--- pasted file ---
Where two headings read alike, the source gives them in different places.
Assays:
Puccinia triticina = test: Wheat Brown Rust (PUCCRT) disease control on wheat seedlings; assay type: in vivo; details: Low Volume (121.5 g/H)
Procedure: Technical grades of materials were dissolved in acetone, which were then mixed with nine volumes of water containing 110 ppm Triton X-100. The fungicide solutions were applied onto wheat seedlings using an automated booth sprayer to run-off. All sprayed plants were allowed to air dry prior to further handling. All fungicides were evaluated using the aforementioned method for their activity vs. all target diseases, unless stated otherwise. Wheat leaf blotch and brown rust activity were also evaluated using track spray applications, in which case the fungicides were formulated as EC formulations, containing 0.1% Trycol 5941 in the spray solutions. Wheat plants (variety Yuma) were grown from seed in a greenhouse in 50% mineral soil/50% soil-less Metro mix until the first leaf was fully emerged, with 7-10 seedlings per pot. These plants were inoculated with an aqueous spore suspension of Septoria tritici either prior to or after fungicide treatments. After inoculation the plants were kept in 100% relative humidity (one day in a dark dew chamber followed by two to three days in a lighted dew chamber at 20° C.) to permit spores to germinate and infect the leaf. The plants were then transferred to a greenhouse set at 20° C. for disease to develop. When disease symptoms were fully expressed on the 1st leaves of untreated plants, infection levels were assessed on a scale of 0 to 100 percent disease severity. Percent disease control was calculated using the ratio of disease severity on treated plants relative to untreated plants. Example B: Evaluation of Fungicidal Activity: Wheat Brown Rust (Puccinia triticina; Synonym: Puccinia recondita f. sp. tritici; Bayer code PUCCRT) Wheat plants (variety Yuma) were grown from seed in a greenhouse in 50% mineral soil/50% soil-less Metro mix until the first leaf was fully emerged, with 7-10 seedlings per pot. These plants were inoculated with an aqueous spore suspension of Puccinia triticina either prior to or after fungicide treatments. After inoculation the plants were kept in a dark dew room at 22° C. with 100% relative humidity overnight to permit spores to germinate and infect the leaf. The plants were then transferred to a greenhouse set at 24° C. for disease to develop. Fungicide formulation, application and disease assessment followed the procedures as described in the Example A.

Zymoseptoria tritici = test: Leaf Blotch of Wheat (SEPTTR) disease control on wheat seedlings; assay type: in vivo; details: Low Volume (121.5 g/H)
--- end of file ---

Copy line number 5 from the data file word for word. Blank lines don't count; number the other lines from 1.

Zymoseptoria tritici = test: Leaf Blotch of Wheat (SEPTTR) disease control on wheat seedlings; assay type: in vivo; details: Low Volume (121.5 g/H)